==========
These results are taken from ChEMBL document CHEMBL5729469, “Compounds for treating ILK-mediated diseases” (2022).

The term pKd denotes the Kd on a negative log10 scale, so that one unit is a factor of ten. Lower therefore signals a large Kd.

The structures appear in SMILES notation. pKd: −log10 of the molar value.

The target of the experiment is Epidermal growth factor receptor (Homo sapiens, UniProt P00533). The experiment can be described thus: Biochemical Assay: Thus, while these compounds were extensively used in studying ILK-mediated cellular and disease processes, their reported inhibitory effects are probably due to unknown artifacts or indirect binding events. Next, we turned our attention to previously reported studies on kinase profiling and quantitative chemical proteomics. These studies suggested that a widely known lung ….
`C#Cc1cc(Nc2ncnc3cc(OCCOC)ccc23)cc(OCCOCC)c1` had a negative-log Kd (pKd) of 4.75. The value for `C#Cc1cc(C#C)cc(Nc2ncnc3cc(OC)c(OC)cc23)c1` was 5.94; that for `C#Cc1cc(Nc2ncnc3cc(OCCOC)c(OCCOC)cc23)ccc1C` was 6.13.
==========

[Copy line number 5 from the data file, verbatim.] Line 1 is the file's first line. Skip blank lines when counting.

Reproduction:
`C#Cc1cc(Nc2ncnc3cc(OCCOC)ccc23)cc(OCCOCC)c1` had a negative-log Kd (pKd) of 4.75. The value for `C#Cc1cc(C#C)cc(Nc2ncnc3cc(OC)c(OC)cc23)c1` was 5.94; that for `C#Cc1cc(Nc2ncnc3cc(OCCOC)c(OCCOC)cc23)ccc1C` was 6.13.